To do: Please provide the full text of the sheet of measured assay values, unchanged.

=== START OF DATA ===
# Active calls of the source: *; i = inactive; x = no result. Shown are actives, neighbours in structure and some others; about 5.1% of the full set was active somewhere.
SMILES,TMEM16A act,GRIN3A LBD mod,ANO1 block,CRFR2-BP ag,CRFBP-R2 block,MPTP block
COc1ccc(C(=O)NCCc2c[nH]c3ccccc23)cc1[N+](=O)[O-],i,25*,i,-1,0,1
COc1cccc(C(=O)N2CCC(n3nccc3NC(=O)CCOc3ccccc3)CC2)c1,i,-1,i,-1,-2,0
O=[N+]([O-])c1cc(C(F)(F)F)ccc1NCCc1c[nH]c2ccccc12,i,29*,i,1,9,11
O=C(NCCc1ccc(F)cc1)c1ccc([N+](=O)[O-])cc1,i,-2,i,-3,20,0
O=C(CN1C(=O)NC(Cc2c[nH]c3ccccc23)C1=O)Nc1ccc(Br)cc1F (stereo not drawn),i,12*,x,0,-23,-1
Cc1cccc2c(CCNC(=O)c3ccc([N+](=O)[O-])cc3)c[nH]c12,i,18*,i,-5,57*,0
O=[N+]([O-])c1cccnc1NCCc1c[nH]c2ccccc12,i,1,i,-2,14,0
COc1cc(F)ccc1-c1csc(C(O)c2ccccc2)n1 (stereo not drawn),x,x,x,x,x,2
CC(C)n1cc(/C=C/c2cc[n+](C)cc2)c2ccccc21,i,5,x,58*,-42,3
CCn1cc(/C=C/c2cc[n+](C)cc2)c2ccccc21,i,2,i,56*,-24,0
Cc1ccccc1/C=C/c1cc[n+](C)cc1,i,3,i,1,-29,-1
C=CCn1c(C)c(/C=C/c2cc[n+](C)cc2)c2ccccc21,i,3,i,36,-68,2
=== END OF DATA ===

# Active calls of the source: *; i = inactive; x = no result. Shown are actives, neighbours in structure and some others; about 5.1% of the full set was active somewhere.
SMILES,TMEM16A act,GRIN3A LBD mod,ANO1 block,CRFR2-BP ag,CRFBP-R2 block,MPTP block
COc1ccc(C(=O)NCCc2c[nH]c3ccccc23)cc1[N+](=O)[O-],i,25*,i,-1,0,1
COc1cccc(C(=O)N2CCC(n3nccc3NC(=O)CCOc3ccccc3)CC2)c1,i,-1,i,-1,-2,0
O=[N+]([O-])c1cc(C(F)(F)F)ccc1NCCc1c[nH]c2ccccc12,i,29*,i,1,9,11
O=C(NCCc1ccc(F)cc1)c1ccc([N+](=O)[O-])cc1,i,-2,i,-3,20,0
O=C(CN1C(=O)NC(Cc2c[nH]c3ccccc23)C1=O)Nc1ccc(Br)cc1F (stereo not drawn),i,12*,x,0,-23,-1
Cc1cccc2c(CCNC(=O)c3ccc([N+](=O)[O-])cc3)c[nH]c12,i,18*,i,-5,57*,0
O=[N+]([O-])c1cccnc1NCCc1c[nH]c2ccccc12,i,1,i,-2,14,0
COc1cc(F)ccc1-c1csc(C(O)c2ccccc2)n1 (stereo not drawn),x,x,x,x,x,2
CC(C)n1cc(/C=C/c2cc[n+](C)cc2)c2ccccc21,i,5,x,58*,-42,3
CCn1cc(/C=C/c2cc[n+](C)cc2)c2ccccc21,i,2,i,56*,-24,0
Cc1ccccc1/C=C/c1cc[n+](C)cc1,i,3,i,1,-29,-1
C=CCn1c(C)c(/C=C/c2cc[n+](C)cc2)c2ccccc21,i,3,i,36,-68,2